In a previous post I used R to solve **O**rdinary **D**ifferential **E**quations (ODE). Since I'm still more familiar with Matlab to work with ODE, I decided to go one step further and learn how to use R to estimate parameters in ODE.

In this short tutorial, I will use the ODE presented here which quantifies the salt concentration in a well-stirred tank:

\[ \begin{align} &\frac{dx}{dt}=a\frac{150-x(t)}{200}\\[10pt] \end{align} \]

With \[ x(0) = 20 \]

The analytic solution is:

\[ \begin{align} &x(t)=150-130e^{-at/200} \end{align} \]

**Step 1**

Generate data using the analytic solution and add some random noise. Note that the ODE uses one parameter that has been fixed at \( a = 0.75 \).

```
t = seq(1, 800, by = 10)
a = 0.75 ## Fixed parameter used to simulate data.
## Simulate data and add noise.
conc.observed = 150 - 130 * exp(-a * t/200) + rnorm(length(t), sd = 5)
## Plot
plot(t, conc.observed, pch = 21, bg = "gray", ylim = c(20, 180), xlab = "Time",
ylab = "Salt (kg)", axes = F)
box(bty = "l")
axis(1, tck = -0.02)
axis(2, tck = -0.02, las = 2)
legend("bottomright", legend = c("Observed data"), pch = 21, pt.bg = "gray",
bty = "n")
```

**Step 2**

Write a function that will be used to solve the ODE. While we there, solve it with fixed parameter \( a = 0.75 \).

```
library(deSolve)
salttank = function(t, state, parameters) {
with(as.list(c(state, parameters)), {
# rate of change
dX = a * ((150 - X)/200)
# return the rate of change
list(c(dX))
})
}
## Solve the ODE. Not necessary at this point.
## Define the initial value for the state variable
state = c(X = 20)
## Time range.
times = seq(1, 800, by = 10)
## Parameters
parameters = c(a = 0.75)
conc.modeled = ode(y = state, times = times, func = salttank, parms = parameters,
method = "rk4")
```

Plot the results.

```
plot(t, conc.observed, pch = 21, bg = "gray", ylim = c(20, 180), xlab = "Time",
ylab = "Salt (kg)", axes = F)
box(bty = "l")
axis(1, tck = -0.02)
axis(2, tck = -0.02, las = 2)
lines(conc.modeled[, "time"], conc.modeled[, "X"], col = "red")
legend("bottomright", legend = c("Observed data", "True solution (a = 0.75)"),
lty = c(NA, 1), pch = c(21, NA), col = c("black", "red"), pt.bg = "gray",
bty = "n")
```

**Step 3**

This is where the magic happens. To fit parameters, I will use **nls.lm()** from the **minpack.lm** package. In its simplest form, the function uses *par* which is a list of guessed parameters and *fn* a function used to minimize the sum square of the residuals using the Levenberg-Marquardt algorithm.

Now we have to write a function (here I named it *ssq*) that will use ODE parameters as input (in this case only \( a \)) and produces a residuals vector as output.

```
ssq = function(params) {
## Range and initial condition as before.
times = seq(1, 800, by = 10)
state = c(X = 20)
## Resolve the ODE.
out = ode(y = state, times = times, func = salttank, parms = params, method = "rk4")
## modeled - observed
ssq = out[, "X"] - conc.observed
}
```

**Step 4**

Finally, we can estimate the parameter \( a \).

```
library(minpack.lm)
## Start with a guess a = 1
params.guessed = c(a = 1)
params.fitted = nls.lm(par = params.guessed, fn = ssq)
summary(params.fitted)
```

```
##
## Parameters:
## Estimate Std. Error t value Pr(>|t|)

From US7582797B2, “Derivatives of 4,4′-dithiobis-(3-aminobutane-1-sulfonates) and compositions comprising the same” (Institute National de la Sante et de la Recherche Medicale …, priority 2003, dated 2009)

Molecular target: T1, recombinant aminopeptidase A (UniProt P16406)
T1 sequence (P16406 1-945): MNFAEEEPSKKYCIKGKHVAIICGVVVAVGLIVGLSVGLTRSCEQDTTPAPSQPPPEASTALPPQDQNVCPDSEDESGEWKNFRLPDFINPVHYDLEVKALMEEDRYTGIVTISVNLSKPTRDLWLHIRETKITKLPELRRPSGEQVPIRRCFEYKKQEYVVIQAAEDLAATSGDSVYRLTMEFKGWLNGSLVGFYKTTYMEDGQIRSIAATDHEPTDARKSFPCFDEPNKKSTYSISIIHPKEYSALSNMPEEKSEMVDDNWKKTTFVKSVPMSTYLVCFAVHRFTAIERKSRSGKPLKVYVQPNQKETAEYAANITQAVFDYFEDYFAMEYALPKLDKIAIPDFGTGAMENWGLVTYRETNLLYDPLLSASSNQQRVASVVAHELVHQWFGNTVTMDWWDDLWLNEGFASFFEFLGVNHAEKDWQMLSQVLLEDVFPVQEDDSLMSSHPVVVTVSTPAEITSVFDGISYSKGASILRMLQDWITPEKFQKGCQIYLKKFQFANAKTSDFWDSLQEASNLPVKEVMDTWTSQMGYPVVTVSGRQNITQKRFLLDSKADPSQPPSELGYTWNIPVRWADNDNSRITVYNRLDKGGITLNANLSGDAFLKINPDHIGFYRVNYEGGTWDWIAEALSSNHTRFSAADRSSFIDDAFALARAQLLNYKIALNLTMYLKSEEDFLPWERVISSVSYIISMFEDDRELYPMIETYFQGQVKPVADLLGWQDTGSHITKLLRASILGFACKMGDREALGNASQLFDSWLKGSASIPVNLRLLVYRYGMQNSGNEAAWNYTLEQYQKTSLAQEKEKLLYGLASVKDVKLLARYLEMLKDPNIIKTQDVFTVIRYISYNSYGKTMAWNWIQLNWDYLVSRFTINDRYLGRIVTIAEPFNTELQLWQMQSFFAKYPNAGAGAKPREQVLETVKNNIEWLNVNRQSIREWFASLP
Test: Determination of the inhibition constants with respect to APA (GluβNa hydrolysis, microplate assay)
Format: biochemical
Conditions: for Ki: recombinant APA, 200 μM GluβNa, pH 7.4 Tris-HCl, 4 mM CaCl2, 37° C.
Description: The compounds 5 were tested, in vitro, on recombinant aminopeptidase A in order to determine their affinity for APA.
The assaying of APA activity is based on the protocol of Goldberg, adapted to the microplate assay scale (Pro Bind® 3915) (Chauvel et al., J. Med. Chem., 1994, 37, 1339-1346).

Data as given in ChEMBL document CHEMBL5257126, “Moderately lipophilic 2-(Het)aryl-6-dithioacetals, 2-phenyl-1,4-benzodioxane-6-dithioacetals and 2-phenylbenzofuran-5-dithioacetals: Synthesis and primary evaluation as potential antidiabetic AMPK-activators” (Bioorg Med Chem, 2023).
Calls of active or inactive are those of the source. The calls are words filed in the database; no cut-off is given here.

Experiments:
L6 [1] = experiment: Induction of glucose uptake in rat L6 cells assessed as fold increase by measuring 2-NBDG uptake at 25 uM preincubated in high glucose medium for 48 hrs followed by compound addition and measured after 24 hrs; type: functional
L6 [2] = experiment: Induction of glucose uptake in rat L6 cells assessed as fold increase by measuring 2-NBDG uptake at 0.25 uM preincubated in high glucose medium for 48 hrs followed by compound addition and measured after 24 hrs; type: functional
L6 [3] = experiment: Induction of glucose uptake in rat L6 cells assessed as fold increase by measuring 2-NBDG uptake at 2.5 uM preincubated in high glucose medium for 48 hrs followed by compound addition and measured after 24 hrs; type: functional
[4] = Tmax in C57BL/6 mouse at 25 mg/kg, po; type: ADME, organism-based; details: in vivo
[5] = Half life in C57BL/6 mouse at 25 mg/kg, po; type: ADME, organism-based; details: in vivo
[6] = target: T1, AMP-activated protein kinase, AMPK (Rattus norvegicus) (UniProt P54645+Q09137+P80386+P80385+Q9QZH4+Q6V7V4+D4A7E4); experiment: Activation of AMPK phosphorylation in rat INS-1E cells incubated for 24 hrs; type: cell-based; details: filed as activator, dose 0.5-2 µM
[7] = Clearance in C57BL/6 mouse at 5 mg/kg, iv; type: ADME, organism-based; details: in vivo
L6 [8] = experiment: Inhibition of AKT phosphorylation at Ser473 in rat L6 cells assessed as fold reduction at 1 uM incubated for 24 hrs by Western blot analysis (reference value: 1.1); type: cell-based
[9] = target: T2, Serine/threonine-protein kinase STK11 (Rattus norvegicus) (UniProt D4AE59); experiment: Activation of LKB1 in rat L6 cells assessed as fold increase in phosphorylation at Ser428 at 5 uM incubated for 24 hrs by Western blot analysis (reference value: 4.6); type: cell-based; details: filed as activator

## a 0.7438 0.0113 66 <2e-16 ***
## ---
## Signif. codes: 0 '***' 0.001 '**' 0.01 '*' 0.05 '.' 0.1 ' ' 1
##
## Residual standard error: 4.93 on 79 degrees of freedom
## Number of iterations to termination: 5
## Reason for termination: Relative error in the sum of squares is at most `ftol'.
```

We see from the summary of *params.fitted* that the estimated parameter is \( a = 0.7438 \) which is obviously very close to \( a=0.75 \) used to produce the observed data.

**Step 5**

Finally, simulate the data using the estimated parameter and plot the results.

```
## Simulate using fitted parameters
params = coef(params.fitted)
conc.modeled3 = ode(y = state, times = times, func = salttank, parms = params,
method = "rk4")
```

```
plot(t, conc.observed, pch = 21, bg = "gray", ylim = c(20, 180), xlab = "Time",
ylab = "Salt (kg)", axes = F)
box(bty = "l")
axis(1, tck = -0.02)
axis(2, tck = -0.02, las = 2)
lines(conc.modeled[, "time"], conc.modeled[, "X"], col = "red")
lines(conc.modeled3[, "time"], conc.modeled3[, "X"], col = "blue")
legend("bottomright", legend = c("Observed data", "True solution (a = 0.75)",
paste("Simulated with fitted parameters (a = ", sprintf("%2.2f", params),
")", sep = "")), lty = c(NA, 1, 1), pch = c(21, NA, NA), col = c("black",
"red", "blue"), pt.bg = "gray", bty = "n")
```

Super,

ReplyDeleteJe pensais que tu aurais fait cette modÃ©lisation pour la croissance d'une population de levure de biÃ¨re! Peut Ãªtre pour une prochaine.

Sinon quand est-ce que tu t'attaque Ã PARAFAC?

Bravo pour le travail de ton blog!

Thomas

Merci Thomas!

ReplyDeleteL'idÃ©e de la biÃ¨re serait trÃ¨s intÃ©ressante. D'ailleurs, cela ferait un excellent sujet pour un cours Ã la maÃ®trise avec les Ã©tudiants. Suivre la cinÃ©tique des levures dans une expÃ©rience de fermentation.

Bon courage,

Phil

Many thanks for making the truthful effort to explain this. I feel very strong about it and would like to read more. If you

ReplyDeletecan, as you find out more in depth knowledge, would you mind posting more posts similar to this one with more information.

Qassim University

.,

Thank you for your comment. I have some posts coming soon with more detailed examples.

Delete